See, our protag becomes a part of a bigger thing, a curse that has resulted from centuries of...well...the systemic treatment of an entire race of people

What it all boils down to is this: Candyman, my friends, is a supernatural representation of chickens coming home to roost.

But then...I think and have always thought, that that was the original intention of the first movie. You gotta understand, though, 1992 was a different time. While they don't explicitly say, "Yeah, this black dude was lynched and now he comes back and kills people because he's a manifestation of the evils of systemic oppression and bigotry", it was still kind of was the whole point of the story.

(And to those who are like, "But he kills black people too!" who said black people were exempt in the first place? Sometimes, the evils of others spread like a virus killing everyone in its the pandemic.)

But this is also why when I hear someone go "bUt cAnDyMaN iSn'T tHaT GoOd!" what I hear is "YOU WANNA GO, BRO?!"

Yes. Yes, I do. And I will fight you over this movie. I will gladly plant a flag and die on this hill.  

Look, all I'm saying is that if you're the type of person that just wants to mindlessly watch blood and gore that's fine. There's no crime in that. In fact, I hear Eli Roth's making a Borderlands movie.

The thing is, some horror movies are terrifying not because they throw blood and gore in your lap. They're terrifying because they tap into how messed up humanity can be. The fact of the matter is that sometimes humanity collectively does really bad things that end up hurting EVERYBODY and what better example of that is there than the Candyman movies?  Dude, what do you do when the vilest most heinous acts against humanity literally become the killer in the dark?

*cracks knuckles*

Anyway, let's switch gears.

Candyman 2021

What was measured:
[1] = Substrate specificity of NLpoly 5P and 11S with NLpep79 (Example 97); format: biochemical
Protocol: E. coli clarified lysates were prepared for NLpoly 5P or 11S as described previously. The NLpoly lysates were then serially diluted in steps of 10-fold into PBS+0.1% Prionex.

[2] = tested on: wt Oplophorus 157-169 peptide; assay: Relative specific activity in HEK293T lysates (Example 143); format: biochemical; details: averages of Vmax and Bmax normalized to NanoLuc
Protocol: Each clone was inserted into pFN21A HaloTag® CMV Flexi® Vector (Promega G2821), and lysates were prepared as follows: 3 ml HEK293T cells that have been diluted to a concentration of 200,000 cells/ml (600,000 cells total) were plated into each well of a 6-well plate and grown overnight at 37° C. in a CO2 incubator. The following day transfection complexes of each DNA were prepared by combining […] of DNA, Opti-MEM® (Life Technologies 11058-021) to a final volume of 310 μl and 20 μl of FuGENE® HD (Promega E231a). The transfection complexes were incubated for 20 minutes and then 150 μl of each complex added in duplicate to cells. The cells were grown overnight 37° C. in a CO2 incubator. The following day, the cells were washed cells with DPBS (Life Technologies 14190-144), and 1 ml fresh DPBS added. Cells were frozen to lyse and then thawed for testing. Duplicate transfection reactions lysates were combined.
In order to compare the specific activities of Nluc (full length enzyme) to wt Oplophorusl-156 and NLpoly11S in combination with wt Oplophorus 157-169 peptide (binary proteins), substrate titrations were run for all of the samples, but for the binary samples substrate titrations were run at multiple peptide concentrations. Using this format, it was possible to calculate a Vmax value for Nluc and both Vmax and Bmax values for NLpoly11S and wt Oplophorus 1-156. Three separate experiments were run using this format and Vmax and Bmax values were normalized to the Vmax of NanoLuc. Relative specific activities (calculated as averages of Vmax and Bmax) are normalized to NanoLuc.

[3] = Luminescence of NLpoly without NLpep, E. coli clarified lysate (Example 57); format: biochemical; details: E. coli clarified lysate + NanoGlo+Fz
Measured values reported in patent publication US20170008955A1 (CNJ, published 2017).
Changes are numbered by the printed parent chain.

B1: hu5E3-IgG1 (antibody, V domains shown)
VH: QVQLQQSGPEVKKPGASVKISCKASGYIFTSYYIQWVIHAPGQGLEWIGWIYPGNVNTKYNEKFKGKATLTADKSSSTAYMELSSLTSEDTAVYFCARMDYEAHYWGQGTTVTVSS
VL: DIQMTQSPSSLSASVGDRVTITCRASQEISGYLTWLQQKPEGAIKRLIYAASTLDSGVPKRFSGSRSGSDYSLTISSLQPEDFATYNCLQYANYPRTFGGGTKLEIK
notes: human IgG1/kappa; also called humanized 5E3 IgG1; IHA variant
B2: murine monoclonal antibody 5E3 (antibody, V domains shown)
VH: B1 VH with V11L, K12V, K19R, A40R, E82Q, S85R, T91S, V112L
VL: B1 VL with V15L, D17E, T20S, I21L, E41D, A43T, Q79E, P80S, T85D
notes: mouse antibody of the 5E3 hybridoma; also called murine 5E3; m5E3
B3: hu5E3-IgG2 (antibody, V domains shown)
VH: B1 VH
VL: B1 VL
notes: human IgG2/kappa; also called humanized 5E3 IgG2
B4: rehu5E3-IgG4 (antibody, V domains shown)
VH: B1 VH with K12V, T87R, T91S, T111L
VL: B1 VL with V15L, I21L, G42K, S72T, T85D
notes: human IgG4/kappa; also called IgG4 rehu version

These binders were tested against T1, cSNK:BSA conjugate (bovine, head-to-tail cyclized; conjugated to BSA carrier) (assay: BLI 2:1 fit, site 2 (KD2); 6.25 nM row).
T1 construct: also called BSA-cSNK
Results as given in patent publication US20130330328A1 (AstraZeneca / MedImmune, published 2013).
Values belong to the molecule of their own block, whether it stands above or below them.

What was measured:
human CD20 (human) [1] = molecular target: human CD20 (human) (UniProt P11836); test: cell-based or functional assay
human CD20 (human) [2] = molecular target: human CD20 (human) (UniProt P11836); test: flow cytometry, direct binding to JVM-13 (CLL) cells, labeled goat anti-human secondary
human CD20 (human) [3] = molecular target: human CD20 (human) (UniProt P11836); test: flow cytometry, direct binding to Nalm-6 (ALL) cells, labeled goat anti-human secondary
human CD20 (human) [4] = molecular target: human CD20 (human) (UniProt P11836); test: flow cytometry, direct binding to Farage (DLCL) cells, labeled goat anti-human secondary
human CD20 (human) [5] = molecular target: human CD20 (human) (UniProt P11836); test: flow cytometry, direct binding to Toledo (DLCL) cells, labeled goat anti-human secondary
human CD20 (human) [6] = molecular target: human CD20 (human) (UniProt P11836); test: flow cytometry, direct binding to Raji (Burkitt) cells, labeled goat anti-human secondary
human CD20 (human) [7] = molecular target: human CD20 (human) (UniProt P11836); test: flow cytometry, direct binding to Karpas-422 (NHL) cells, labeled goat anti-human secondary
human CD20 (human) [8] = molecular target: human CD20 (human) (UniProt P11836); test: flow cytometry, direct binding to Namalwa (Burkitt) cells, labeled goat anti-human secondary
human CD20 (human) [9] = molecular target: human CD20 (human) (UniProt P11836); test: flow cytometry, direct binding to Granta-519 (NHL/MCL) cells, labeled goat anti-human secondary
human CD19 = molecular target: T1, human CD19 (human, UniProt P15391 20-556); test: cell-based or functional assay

is also chock full of callbacks to the original movie. So many that I actually feel like I can't share them even with a spoiler alert. But how about I give you a few hints:

1) If you were paying close enough attention, you'll know where things are going with the protagonist pretty early on. 

Being as rabid a fan as I am, I picked up on Anthony's fate pretty early. But that's cool, because it felt more like an easter egg than a spoiler. ;)

2) Yes, of COURSE, there are cameos. Do you really think they could get away with doing this movie without, at least, a picture of Virginia Madsen??

(Not the picture, but you get it)

3) The puppet shows are more than what they appear to be

Think they're just a are neat little artsy way of telling the story? Heh. Guess again. (Side note for all the African-American studies students out there.  Pay special attention to the puppet shows...especially the one during the credits.)

4) Checkout the backgrounds and reflections

This is less of a callback to the original movie and more of a flex to DaCosta and Peele's horror pedigree. Recognize some A-horror techniques in there? I did.

All in all, this movie gets top marks across the board from me. It's visually stunning, it's creepy as hell, and you will definitely want to rewatch it a few times. So, yes, of course, this movie gets a jewel. 

This isn't something I ever say about a movie, but I think this might be my favorite horror movie. Definitely my favorite one this year.

Next week! I'm pretty sure I'll be watching A Quiet Place 2 finally.  :D

See you next time!

O ~